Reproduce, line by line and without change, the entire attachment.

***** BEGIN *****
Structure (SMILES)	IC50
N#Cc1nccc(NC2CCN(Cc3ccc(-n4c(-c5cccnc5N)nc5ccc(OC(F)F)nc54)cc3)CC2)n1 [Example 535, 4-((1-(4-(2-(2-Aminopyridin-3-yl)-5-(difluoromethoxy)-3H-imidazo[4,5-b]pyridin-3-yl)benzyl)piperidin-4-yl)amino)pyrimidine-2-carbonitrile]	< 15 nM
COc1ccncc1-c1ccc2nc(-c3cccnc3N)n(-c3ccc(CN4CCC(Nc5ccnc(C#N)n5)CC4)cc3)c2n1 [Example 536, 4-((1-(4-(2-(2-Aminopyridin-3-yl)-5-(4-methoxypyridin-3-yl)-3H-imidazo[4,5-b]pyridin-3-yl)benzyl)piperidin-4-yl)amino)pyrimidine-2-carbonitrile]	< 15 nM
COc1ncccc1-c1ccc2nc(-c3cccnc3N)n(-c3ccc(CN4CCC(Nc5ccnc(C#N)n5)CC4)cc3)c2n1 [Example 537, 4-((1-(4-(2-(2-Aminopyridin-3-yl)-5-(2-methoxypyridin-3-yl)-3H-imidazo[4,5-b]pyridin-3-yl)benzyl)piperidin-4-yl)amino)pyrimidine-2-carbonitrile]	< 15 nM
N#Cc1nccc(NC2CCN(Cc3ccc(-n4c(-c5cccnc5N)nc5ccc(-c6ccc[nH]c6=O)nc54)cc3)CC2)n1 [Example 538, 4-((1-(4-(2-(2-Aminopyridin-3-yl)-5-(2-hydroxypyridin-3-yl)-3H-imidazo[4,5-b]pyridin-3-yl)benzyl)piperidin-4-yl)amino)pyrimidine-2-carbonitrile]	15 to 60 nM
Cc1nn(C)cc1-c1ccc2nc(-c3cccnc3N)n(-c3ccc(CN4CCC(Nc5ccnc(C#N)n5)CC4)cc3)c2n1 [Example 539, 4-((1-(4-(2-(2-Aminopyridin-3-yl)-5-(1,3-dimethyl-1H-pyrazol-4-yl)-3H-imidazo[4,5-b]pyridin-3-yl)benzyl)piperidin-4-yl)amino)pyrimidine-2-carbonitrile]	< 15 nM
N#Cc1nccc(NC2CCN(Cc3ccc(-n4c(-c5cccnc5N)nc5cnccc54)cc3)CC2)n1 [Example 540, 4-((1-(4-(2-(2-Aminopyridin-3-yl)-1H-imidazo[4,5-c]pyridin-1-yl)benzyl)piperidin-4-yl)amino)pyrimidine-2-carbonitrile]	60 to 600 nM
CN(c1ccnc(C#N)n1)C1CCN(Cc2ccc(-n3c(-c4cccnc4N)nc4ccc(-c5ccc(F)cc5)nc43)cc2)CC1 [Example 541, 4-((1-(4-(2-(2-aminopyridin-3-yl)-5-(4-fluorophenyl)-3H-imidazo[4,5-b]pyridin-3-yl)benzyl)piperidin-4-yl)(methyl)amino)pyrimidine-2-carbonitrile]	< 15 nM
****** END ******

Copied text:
Structure (SMILES)	IC50
N#Cc1nccc(NC2CCN(Cc3ccc(-n4c(-c5cccnc5N)nc5ccc(OC(F)F)nc54)cc3)CC2)n1 [Example 535, 4-((1-(4-(2-(2-Aminopyridin-3-yl)-5-(difluoromethoxy)-3H-imidazo[4,5-b]pyridin-3-yl)benzyl)piperidin-4-yl)amino)pyrimidine-2-carbonitrile]	< 15 nM
COc1ccncc1-c1ccc2nc(-c3cccnc3N)n(-c3ccc(CN4CCC(Nc5ccnc(C#N)n5)CC4)cc3)c2n1 [Example 536, 4-((1-(4-(2-(2-Aminopyridin-3-yl)-5-(4-methoxypyridin-3-yl)-3H-imidazo[4,5-b]pyridin-3-yl)benzyl)piperidin-4-yl)amino)pyrimidine-2-carbonitrile]	< 15 nM
COc1ncccc1-c1ccc2nc(-c3cccnc3N)n(-c3ccc(CN4CCC(Nc5ccnc(C#N)n5)CC4)cc3)c2n1 [Example 537, 4-((1-(4-(2-(2-Aminopyridin-3-yl)-5-(2-methoxypyridin-3-yl)-3H-imidazo[4,5-b]pyridin-3-yl)benzyl)piperidin-4-yl)amino)pyrimidine-2-carbonitrile]	< 15 nM
N#Cc1nccc(NC2CCN(Cc3ccc(-n4c(-c5cccnc5N)nc5ccc(-c6ccc[nH]c6=O)nc54)cc3)CC2)n1 [Example 538, 4-((1-(4-(2-(2-Aminopyridin-3-yl)-5-(2-hydroxypyridin-3-yl)-3H-imidazo[4,5-b]pyridin-3-yl)benzyl)piperidin-4-yl)amino)pyrimidine-2-carbonitrile]	15 to 60 nM
Cc1nn(C)cc1-c1ccc2nc(-c3cccnc3N)n(-c3ccc(CN4CCC(Nc5ccnc(C#N)n5)CC4)cc3)c2n1 [Example 539, 4-((1-(4-(2-(2-Aminopyridin-3-yl)-5-(1,3-dimethyl-1H-pyrazol-4-yl)-3H-imidazo[4,5-b]pyridin-3-yl)benzyl)piperidin-4-yl)amino)pyrimidine-2-carbonitrile]	< 15 nM
N#Cc1nccc(NC2CCN(Cc3ccc(-n4c(-c5cccnc5N)nc5cnccc54)cc3)CC2)n1 [Example 540, 4-((1-(4-(2-(2-Aminopyridin-3-yl)-1H-imidazo[4,5-c]pyridin-1-yl)benzyl)piperidin-4-yl)amino)pyrimidine-2-carbonitrile]	60 to 600 nM
CN(c1ccnc(C#N)n1)C1CCN(Cc2ccc(-n3c(-c4cccnc4N)nc4ccc(-c5ccc(F)cc5)nc43)cc2)CC1 [Example 541, 4-((1-(4-(2-(2-aminopyridin-3-yl)-5-(4-fluorophenyl)-3H-imidazo[4,5-b]pyridin-3-yl)benzyl)piperidin-4-yl)(methyl)amino)pyrimidine-2-carbonitrile]	< 15 nM